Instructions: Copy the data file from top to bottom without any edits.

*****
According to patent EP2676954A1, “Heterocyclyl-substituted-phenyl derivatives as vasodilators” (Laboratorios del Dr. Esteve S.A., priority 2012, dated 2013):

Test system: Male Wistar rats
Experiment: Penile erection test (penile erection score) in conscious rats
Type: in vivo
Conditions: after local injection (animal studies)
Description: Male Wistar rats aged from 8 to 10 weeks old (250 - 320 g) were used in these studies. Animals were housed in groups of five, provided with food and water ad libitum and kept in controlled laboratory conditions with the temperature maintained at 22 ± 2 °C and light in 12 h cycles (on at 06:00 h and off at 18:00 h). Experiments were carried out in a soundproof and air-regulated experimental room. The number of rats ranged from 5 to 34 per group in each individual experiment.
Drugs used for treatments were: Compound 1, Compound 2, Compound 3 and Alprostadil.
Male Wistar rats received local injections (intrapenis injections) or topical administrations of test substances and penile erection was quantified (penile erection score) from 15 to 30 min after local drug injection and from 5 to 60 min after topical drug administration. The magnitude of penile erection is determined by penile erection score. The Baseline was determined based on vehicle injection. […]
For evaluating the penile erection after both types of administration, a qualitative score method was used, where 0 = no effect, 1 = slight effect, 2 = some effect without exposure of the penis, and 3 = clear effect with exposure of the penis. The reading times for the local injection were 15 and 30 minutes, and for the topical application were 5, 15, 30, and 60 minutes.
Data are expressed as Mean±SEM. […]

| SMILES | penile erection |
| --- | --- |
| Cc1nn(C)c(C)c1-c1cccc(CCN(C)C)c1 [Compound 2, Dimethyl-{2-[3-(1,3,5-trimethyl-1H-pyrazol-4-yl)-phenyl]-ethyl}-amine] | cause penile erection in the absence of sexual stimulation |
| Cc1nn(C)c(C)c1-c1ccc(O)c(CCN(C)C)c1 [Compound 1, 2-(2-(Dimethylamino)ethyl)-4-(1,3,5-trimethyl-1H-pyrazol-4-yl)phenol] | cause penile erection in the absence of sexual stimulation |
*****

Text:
According to patent EP2676954A1, “Heterocyclyl-substituted-phenyl derivatives as vasodilators” (Laboratorios del Dr. Esteve S.A., priority 2012, dated 2013):

Test system: Male Wistar rats
Experiment: Penile erection test (penile erection score) in conscious rats
Type: in vivo
Conditions: after local injection (animal studies)
Description: Male Wistar rats aged from 8 to 10 weeks old (250 - 320 g) were used in these studies. Animals were housed in groups of five, provided with food and water ad libitum and kept in controlled laboratory conditions with the temperature maintained at 22 ± 2 °C and light in 12 h cycles (on at 06:00 h and off at 18:00 h). Experiments were carried out in a soundproof and air-regulated experimental room. The number of rats ranged from 5 to 34 per group in each individual experiment.
Drugs used for treatments were: Compound 1, Compound 2, Compound 3 and Alprostadil.
Male Wistar rats received local injections (intrapenis injections) or topical administrations of test substances and penile erection was quantified (penile erection score) from 15 to 30 min after local drug injection and from 5 to 60 min after topical drug administration. The magnitude of penile erection is determined by penile erection score. The Baseline was determined based on vehicle injection. […]
For evaluating the penile erection after both types of administration, a qualitative score method was used, where 0 = no effect, 1 = slight effect, 2 = some effect without exposure of the penis, and 3 = clear effect with exposure of the penis. The reading times for the local injection were 15 and 30 minutes, and for the topical application were 5, 15, 30, and 60 minutes.
Data are expressed as Mean±SEM. […]

| SMILES | penile erection |
| --- | --- |
| Cc1nn(C)c(C)c1-c1cccc(CCN(C)C)c1 [Compound 2, Dimethyl-{2-[3-(1,3,5-trimethyl-1H-pyrazol-4-yl)-phenyl]-ethyl}-amine] | cause penile erection in the absence of sexual stimulation |
| Cc1nn(C)c(C)c1-c1ccc(O)c(CCN(C)C)c1 [Compound 1, 2-(2-(Dimethylamino)ethyl)-4-(1,3,5-trimethyl-1H-pyrazol-4-yl)phenol] | cause penile erection in the absence of sexual stimulation |